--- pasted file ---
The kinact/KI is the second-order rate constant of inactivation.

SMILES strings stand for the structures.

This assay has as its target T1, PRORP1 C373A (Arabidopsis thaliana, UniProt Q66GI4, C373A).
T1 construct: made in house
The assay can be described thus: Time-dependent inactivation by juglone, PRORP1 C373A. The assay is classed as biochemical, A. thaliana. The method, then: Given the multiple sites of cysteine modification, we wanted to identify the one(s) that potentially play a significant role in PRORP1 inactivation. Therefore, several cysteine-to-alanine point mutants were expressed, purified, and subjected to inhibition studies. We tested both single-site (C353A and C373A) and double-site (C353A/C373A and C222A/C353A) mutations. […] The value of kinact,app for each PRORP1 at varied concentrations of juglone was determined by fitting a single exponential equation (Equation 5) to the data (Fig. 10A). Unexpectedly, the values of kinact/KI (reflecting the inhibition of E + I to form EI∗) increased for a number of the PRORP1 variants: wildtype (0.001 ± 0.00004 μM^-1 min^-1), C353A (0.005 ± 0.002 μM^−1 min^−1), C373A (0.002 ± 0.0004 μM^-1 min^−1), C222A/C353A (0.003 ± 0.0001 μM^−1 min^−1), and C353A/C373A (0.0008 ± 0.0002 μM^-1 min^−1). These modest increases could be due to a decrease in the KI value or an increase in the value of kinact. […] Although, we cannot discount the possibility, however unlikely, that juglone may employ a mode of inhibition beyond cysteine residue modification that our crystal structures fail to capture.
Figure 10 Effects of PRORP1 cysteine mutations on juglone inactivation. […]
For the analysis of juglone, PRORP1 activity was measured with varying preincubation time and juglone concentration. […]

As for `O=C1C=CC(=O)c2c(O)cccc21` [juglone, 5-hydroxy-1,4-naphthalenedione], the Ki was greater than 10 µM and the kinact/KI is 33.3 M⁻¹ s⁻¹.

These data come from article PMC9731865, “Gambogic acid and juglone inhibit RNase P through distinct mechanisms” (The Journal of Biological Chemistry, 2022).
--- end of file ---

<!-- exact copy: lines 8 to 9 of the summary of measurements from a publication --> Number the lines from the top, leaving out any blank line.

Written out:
As for `O=C1C=CC(=O)c2c(O)cccc21` [juglone, 5-hydroxy-1,4-naphthalenedione], the Ki was greater than 10 µM and the kinact/KI is 33.3 M⁻¹ s⁻¹.

These data come from article PMC9731865, “Gambogic acid and juglone inhibit RNase P through distinct mechanisms” (The Journal of Biological Chemistry, 2022).